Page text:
This book is NOT about a bad teacher It is about a teacher who was caught in a broken system Latinate Institute A broken system with a commanding officer Ms P who wasdriven by the outward appearance of success outdated school information than the actual success of the students When reading about his experiences, and those of other contributing teachers, the dedication to the school and students is evident In general teachers want only the best for their students We don t go int This book is NOT about a bad teacher It is about a teacher who was caught in a broken system Latinate Institute A broken system with a commanding officer Ms P who wasdriven by the outward appearance of success outdated school information than the actual success of the students When reading about his experiences, and those of other contributing teachers, the dedication to the school and students is evident In general teachers want only the best for their students We don t go into the profession for the money There are a great number of other career paths that are a lot less stressful and a great deallucrative, but not as rewarding in the sense of achievement The feeling you have when you see the light come in on that one child s eyes as they get it for the first time is like none other You truly feel like you have won Now, tell me, how can the CEO of any top business relate Okay, maybe they are going to make in one day what a classroom teacher makes in an entire year or sadly maybe two years , but will they have the satisfaction and helping a child learn a skill that will be used for the rest of their life Remember, that CEO got to be in that position because great teachers helped them along the way to be successful Although the title of the book is a little off putting, it is a fabulous read It made me think about my twenty year career in education I am thankful I have never been in the same position as Mr Owens, traveling from classroom to classroom with a cart of materials or working for a difficult commanding officer My experiences are very different in a number of ways, but very similar in others I think all educators will be able to relate to this book and see they too could be labeled as a bad teacher simply because what they see as the best for their students may seem inappropriate by the powers that be This makes me think of a saying I read on a bumper sticker or somewhere else , Those who can, teach Those who can t make the rules for teachers To comply with new guidelines introduced by the Federal Trade Commission, Sourcebooks, Inc has provided a complimentary electronic copy of this book through NetGalley.com

  4. Elizabeth Elizabeth says:

    Imagine being a public school teacher, which is already a tough job long hours during the school year, dealing with behavioral issues, the low salary and lack of resources Now, imagine teaching in a school system that s led by a completely unreasonable principal who s expecting a impossible list of student outcomes Imagine being punished for getting the students engaged in your lesson because they make too much noise when they re excited, but encouraged to pass students who can t even read Imagine being a public school teacher, which is already a tough job long hours during the school year, dealing with behavioral issues, the low salary and lack of resources Now, imagine teaching in a school system that s led by a completely unreasonable principal who s expecting a impossible list of student outcomes Imagine being punished for getting the students engaged in your lesson because they make too much noise when they re excited, but encouraged to pass students who can t even read and speak English, much less analyze Shakespeare This was John Owens experience teaching in the South Bronx for a year, and this book is both the story of his time in the trenches and a body of research that suggests that his experience wasn t unique.Reading this book will, and should, stress you out Horrific working conditions aside, Owens experience reveals a host of complex issues that are crippling our public educational system poverty, evaluating teachers using standardized test scores, disciplinary and behavioral issues, and so forth The solutions will require overhauling entrenched practices and beliefs, not to mention an astonishing influx of resources The sooner we start recognizing and discussing these problems, the better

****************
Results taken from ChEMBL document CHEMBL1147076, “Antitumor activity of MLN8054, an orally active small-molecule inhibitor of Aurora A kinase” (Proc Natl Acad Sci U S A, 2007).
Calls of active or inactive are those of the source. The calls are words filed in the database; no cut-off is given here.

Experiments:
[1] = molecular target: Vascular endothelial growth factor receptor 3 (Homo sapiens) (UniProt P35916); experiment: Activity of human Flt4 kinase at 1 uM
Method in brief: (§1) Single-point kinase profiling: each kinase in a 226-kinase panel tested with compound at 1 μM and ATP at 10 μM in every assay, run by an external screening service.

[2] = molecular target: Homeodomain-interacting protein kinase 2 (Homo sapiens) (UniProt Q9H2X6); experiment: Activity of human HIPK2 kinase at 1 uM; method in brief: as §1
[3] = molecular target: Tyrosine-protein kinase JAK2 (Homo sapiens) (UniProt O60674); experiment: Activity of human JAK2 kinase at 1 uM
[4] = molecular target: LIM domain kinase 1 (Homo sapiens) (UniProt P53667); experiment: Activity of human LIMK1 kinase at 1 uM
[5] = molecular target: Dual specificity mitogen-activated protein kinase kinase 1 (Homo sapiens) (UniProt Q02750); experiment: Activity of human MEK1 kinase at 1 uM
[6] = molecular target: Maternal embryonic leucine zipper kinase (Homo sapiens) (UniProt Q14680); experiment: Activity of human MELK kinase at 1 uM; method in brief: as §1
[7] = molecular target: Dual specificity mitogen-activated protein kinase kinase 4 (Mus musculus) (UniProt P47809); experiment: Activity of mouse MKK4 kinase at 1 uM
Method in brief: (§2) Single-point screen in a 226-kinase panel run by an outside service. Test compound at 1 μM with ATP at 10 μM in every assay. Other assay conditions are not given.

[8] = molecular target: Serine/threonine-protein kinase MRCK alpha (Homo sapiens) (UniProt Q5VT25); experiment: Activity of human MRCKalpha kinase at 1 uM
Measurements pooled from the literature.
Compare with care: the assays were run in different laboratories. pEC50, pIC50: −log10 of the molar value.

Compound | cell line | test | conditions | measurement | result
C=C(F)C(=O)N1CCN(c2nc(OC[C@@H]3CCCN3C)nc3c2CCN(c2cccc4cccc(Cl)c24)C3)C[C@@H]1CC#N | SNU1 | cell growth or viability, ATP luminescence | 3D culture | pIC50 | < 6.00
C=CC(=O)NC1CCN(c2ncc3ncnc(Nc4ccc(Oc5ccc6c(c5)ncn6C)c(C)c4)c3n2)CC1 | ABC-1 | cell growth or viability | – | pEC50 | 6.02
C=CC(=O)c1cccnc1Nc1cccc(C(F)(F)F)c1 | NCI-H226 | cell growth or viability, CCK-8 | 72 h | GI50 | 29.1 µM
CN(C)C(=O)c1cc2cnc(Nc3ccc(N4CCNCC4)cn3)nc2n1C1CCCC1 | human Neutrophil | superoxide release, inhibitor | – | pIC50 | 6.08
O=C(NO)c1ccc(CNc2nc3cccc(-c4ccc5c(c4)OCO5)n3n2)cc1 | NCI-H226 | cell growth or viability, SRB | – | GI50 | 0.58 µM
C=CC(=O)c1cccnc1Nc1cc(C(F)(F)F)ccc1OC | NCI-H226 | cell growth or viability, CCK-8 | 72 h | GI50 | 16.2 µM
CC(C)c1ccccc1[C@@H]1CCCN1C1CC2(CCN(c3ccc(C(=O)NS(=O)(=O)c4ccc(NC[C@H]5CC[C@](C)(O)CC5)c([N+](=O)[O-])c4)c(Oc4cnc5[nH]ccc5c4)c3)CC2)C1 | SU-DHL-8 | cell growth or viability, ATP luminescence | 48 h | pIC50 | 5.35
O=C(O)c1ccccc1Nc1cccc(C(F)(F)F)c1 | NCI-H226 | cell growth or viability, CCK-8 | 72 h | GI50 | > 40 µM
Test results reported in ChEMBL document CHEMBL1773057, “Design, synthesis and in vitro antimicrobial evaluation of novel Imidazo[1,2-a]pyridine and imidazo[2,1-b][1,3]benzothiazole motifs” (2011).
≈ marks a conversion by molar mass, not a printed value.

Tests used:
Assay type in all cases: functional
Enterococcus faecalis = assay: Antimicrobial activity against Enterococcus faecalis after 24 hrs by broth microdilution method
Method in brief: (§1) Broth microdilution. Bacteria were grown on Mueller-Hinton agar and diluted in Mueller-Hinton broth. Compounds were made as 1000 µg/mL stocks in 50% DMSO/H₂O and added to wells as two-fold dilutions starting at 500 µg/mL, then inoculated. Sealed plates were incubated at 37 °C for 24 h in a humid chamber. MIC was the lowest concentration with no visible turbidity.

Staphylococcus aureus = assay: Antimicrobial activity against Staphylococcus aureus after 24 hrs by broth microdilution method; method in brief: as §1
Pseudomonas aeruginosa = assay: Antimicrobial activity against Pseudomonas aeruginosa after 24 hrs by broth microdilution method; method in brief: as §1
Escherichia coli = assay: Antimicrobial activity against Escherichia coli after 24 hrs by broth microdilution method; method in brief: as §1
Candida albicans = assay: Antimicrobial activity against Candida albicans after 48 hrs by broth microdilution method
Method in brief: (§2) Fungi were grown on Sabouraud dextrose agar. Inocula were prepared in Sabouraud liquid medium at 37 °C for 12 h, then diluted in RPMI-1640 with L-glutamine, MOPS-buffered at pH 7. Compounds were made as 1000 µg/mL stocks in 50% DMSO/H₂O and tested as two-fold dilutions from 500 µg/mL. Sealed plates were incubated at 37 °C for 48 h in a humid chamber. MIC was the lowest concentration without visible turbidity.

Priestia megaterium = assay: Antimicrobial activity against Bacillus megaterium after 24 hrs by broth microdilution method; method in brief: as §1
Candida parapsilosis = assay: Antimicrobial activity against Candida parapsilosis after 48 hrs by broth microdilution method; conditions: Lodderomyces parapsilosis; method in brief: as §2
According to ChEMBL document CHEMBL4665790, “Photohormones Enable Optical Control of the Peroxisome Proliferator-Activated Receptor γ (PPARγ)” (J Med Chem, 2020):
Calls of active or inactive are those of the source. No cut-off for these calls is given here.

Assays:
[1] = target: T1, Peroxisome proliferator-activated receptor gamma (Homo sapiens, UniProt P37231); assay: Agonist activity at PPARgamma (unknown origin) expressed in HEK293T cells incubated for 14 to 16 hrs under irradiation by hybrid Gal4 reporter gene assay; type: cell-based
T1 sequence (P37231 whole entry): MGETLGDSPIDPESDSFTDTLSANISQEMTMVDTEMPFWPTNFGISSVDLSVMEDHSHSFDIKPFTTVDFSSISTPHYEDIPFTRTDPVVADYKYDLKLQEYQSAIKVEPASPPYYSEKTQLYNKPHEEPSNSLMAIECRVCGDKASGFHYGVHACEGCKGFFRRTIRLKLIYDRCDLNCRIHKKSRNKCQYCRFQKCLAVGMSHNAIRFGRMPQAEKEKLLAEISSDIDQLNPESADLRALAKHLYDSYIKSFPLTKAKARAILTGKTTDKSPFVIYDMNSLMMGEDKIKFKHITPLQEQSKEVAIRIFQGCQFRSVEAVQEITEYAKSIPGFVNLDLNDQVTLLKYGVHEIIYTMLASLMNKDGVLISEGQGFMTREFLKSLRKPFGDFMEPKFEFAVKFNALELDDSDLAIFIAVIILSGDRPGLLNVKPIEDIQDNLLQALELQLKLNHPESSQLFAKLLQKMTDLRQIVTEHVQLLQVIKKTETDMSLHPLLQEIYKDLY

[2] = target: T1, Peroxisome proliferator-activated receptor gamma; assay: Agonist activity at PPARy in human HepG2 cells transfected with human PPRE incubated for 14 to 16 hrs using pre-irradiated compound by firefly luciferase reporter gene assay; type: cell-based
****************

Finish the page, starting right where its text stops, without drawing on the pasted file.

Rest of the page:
5. Caseen Gaines Caseen Gaines says:

    The title of John Owens book, and the back of the book description and blurbs, led me to believe I would be reading about a very good teacher Mr Owens was a new teacher with promise, potential, and much to learn Not bad, but certainly not what I would classify as good With that said, I enjoyed the book As a teacher entering my seventh year, much of what was in Confessions of a Bad Teacher resonated with me Some of it was beyond what I had experienced, thankfully, but I m sure most public The title of John Owens book, and the back of the book description and blurbs, led me to believe I would be reading about a very good teacher Mr Owens was a new teacher with promise, potential, and much to learn Not bad, but certainly not what I would classify as good With that said, I enjoyed the book As a teacher entering my seventh year, much of what was in Confessions of a Bad Teacher resonated with me Some of it was beyond what I had experienced, thankfully, but I m sure most public school teachers can find truth in Owens words The book failed in showing how a truly excellent teacher can also fall victim of being branded as bad, but perhaps that wasn t the point The majority of the book focused on the disconnect between parents, administrators, taxpayers, legislators, and teachers We all share a common goal, but operate within independent circles I do hope Mr Owens continues his work in trying to educate the public as to some of the faults of our educational system

  6. Mel Bee Mel Bee says: